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Global venture capital deal counts took a dip in Q2, after several quarters of a plateau as both Europe and Asia investments slowed during the quarter, Pitchbook said. Global exits were the lowest since the first quarter of 2018.
Europe and Asia activity slowed during the quarter, pressuring the total figure downward. The value of completed deals has plateaued now for a few quarters, well below the highs of a couple years ago.
Without large investors (crossover investors, private equity firms, and sovereign wealth funds) actively participating in venture, the outsized deals that pushed deal value to records aren’t able to get done, according to a first look of a Q2 report by Pitchbook.
Exit activity continues at subdued levels, and the $51 billion of global exit value was the second lowest since Q1 2018. Public market opportunities are low, and the more active antitrust scrutiny has kept large acquisitions sidelined as well, Pitchbook said. Global inflation and heightened geo-political tensions amongst key venture markets have also put pressure on exits.
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Slow fundraising in Europe and North America is pressuring global fundraising totals lower for the year. Asia fundraising, on both a fund count and fund value basis, is roughly on pace with 2022, though much lower than seen in 2021. A poor exit market globally will continue to offer a poor market for general partners raising funds, as limited partners are receiving low distributions to recycle into the venture strategy.
U.S. key takeaways
Pitchbook said U.S. deal activity has been flat over the past few quarters, remaining elevated above pre-2021 levels, despite the swift decline seen from the end of 2021 and early 2022 figures.
Pitchbook estimates show that both early-stage and venture growth saw deal count increases in Q2, though deal value for both continues to be much lower than anticipated. What this tells us is that likely many of these deals are being used to increase cash runways with as little dilution as possible, rather than raise a full round in a down market, Pitchbook said.
Exit value is on pace to finish the year just over $20 billion, which would be the lowest in the past decade by almost $50 billion. Intial public offerings have not been viable options for VC-backed companies this year, despite the public markets showing positive returns on the year.
Companies that arose under the growth-at-all-costs mantra still need time to restructure their business models in a way that public market investors are willing to place a premium on, such as a well-developed path to profitability.
Fundraising received a boost in Q2, with several large funds closing, but at $33 billion, the year is on pace for the lowest fundraising total since 2017. More then 3,600 funds have now closed since the beginning of 2020, keeping deal counts relatively high as there remains a high number of funds active in the market. Many GPs have pushed new fundraises out to 2024, as that vintage is seen as a likely rebound for returns.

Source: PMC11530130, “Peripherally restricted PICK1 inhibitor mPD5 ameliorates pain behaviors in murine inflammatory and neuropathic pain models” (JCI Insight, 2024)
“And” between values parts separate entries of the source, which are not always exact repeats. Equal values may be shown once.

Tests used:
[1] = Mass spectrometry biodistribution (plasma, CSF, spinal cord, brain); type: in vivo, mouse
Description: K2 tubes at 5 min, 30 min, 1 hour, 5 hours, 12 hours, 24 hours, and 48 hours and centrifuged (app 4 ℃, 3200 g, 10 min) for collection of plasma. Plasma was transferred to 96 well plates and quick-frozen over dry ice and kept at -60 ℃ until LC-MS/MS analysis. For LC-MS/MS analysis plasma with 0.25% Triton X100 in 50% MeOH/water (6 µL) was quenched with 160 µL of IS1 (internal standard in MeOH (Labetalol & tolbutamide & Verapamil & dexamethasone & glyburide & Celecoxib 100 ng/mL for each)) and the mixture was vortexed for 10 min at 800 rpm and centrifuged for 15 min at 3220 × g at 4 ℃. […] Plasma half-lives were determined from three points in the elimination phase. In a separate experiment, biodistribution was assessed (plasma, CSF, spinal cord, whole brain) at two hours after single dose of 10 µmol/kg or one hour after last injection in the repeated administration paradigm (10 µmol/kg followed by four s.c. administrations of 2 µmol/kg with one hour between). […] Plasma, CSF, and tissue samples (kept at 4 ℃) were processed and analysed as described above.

Europe’s decline in VC deals
European VC deal value continued to decline in Q2 2023 as the dealmaking environment remained sluggish. Deal count fell from the first quarter, as fewer deals were completed amid the current slump.
Longer due diligence processes, scarcer capital availability, and funding runway management are impacting deal activity in the VC ecosystem. Meanwhile, macroeconomic issues including stubbornly high inflation, low economic growth, and high-interest rates continue to dampen broader financial market sentiment in Europe.
Exit activity in Europe stalled in Q2 2023 with few VC-backed companies willing to seek liquidity given unfavorable market conditions. With valuation uncertainty and volatility in public markets, startups and investors are holding off exit plans until further clarity is established. Large exits and public listings have been rare in 2023, and this could persist in H2 2023, Pitchbook said.
Fundraising slowed in in the first half of 2023 with capital raised and the number of closed funds dropping from the pace set in 2022. Tougher fundraising conditions have emerged in the past 12 months and general partners are unlikely to be raising capital at the same rate as recent years. Moreover, limited partners will be prioritizing commitments for potentially lower-risk funds linked to established fund managers with strong track records.
Overall, for the first half of 2023, the Morningstar-Pitchbook U.S. Unicorn Index is expected to show a negative return this year. And series C and D round will likely see the most down rounds, as these companies are the most starved for capital.
The seed-stage valuations and deal sizes will continue their ascent, reaching new annual highs despite a slowdown in total deal value and count.
Special purpose acquisition companies, IPOs and mergers will continue to decline, while liquidations will continue to increase in 2023. Venture-growth deal value will fall below $50 billion in the U.S. U.S. VC mega-round activity will fall below 400 deals, hitting a three-year low.
“The market for public listings remains nonexistent, despite the public markets overall showing strong,
positive returns year-to-date. Fundraising, too, has followed up an annual record for commitments with the lowest quarterly commitments in a decade. All of these were relatively foreseeable and continuations of trends that shaped 2022,” Pitchbook said.
And U.S. VC fundraising will fall between $120 billion and $130 billion in 2023.
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